Are those the tormented souls of some of the Old World's
most powerful entities swirling around your monstrous
reincarnated form, or are you just happy to see me?
Part of the unique challenge to setting this up is the fact that Warhammer isn't really designed for large multiplayer battles. For one thing, how will the Winds of Magic rolls work? 2d6 isn't nearly enough to dole out amongst several players' worth of spellcasting, and too much means magic will be OP. How about rules for Inspiring Presence, or Battle Standard Bearers?
Another problem that big battles usually have is that it just takes. Too. Damn. Long. The last one we had with four players to a side at 2400 points clocked in at eleven hours, of which the later half was just a chore: energy was low, tempers were running high, and it just eventually became thoroughly unenjoyable for many of the players.
Add to this the requirement of keeping the battle as fluffy as possible, and, well, it quickly turns into a thorny nest of problems-within-problems to solve for an organizer. For this entry, I'll discuss both the logistical and fluff considerations and the solutions that I came up with for the event. The challenge could be summed up in three words-- I needed this battle to be Fluffy, Balanced, and Fun.
Also, he takes killer selfies.
Art by John Sullivan
Nagash is the creator of Necromancy in the Old World. In early game history, he was poised to take over the continent several times, but was destroyed in turns by powerful warrior-kings, and magical backstabbing. The new Warhammer End Time series of stories and rules dedicate an entire volume to his return, from the blood-fuelled ritual that killed off major Warhammer characters, to his return to his old country (now overrun by undead pharoahs and their legions), and his uniting all the undead factions by force, all of which culminate in his raising an army powerful enough to challenge the Chaos gods themselves, who are busy launching a seemingly-unstoppable invasion of the Old World.
So here we've got the primary combatants in this battle: on one side, Nagash and his undead legions, on the other Chaos united. Stuck in between is the Empire and other Forces of Order, though in the Nagash book he ends up helping them hold against The Chaos hordes. For the purposes of this battle, then, it'll be Nagash and "the good guys" vs. Chaos.
As any local gaming event organizer will know, one of the hardest parts of putting a big game together is getting people to simply commit and show up for the battle. While we got about a dozen guys expressing interest in joining, I was highly doubtful that everyone would show up, meaning that I couldn't count on pulling off a series of thematic, interlocked battles on several tables/battlefields.
The Order of Battle
Originally, I was envisioning a main battle played on the largest table, and on other, smaller, tables, being played simultaneously, would be scenarios that would directly affect the main battle. Like one table would have an Empire army defending a pass against Chaos Beastmen trying to outflank the main battle line, and any Chaos units that got through would mean the appear *behind* enemy lines to wreak havoc. Or the ratty Skaven engineers invent a gigantic artillery piece that could lob warp energy across many miles to bombard the main battle every turn, and the Warriors of Chaos must march to neutralize the threat and seize the cannon (deployed as a terrain piece) from the defending Skaven.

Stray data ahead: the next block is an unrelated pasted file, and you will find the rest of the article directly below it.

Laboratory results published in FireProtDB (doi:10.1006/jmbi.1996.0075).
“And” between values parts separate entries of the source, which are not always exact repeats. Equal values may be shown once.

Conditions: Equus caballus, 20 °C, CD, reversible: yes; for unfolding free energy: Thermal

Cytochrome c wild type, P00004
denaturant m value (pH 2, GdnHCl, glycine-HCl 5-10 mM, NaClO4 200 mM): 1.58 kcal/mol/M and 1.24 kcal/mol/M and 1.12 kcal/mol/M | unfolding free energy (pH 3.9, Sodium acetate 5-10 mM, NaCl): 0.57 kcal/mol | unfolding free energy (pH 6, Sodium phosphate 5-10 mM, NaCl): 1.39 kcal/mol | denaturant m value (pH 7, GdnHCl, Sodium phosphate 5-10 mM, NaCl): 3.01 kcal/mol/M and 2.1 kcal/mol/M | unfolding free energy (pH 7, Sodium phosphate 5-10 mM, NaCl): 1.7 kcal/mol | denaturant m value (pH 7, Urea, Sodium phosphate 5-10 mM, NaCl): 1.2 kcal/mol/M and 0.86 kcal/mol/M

Of course, this all goes out the window fluffwise if I can't even count on people reliably showing up with the appropriate armies, so I had to come up with a flexible system that could accommodate basically any army that shows up, and still be in keeping with the fluff.
So. Where do we go from here? A multiplayer variant of Warhammer, called Triumph and Treachery, served as an inspiration. Fluffwise, it also worked-- since many of Nagash's lieutenants had been forced into servitude, many of them were manipulating events into their favor, creating a great undercurrent of politics. This backstabbing is also a regular occurrence, even among the Forces of Order who had their own traitors and political intrigue to deal with.
Alliance and Betrayal
One thing that quickly became apparent when reading the Nagash story is that everyone has their own agenda. Mannfred Von Castein, ruler of Sylvania, must come to terms with the return of Vlad von Castein, an arguably more powerful vampire lord who began the dynasty and is asserting his authority. The Imperial Archmagister, Balthasar Gelt, turns to the dark art of necromancy to help stave off Chaos, losing his soul and will to the dark art. The Skaven, responsible for the destruction of Nagash in one of his earlier incarnations, try to devise a plan to protect themselves against his inevitable vengeance even as they maneuver to to take advantage of the Chaos incursion. While different factions are banding together, there are old animosities that still simmer beneath the fragile bonds of alliance, and I wanted that reflected somehow in the way the battle played.
A system, then, that allowed for a flexible banding together of different armies would allow for last minute additions and dropouts to the player roster, and still retain the tenuous alliance and backstabbing politics of the Old World. In my next post, we'll go over this system, and what I hoped to accomplish in designing it.
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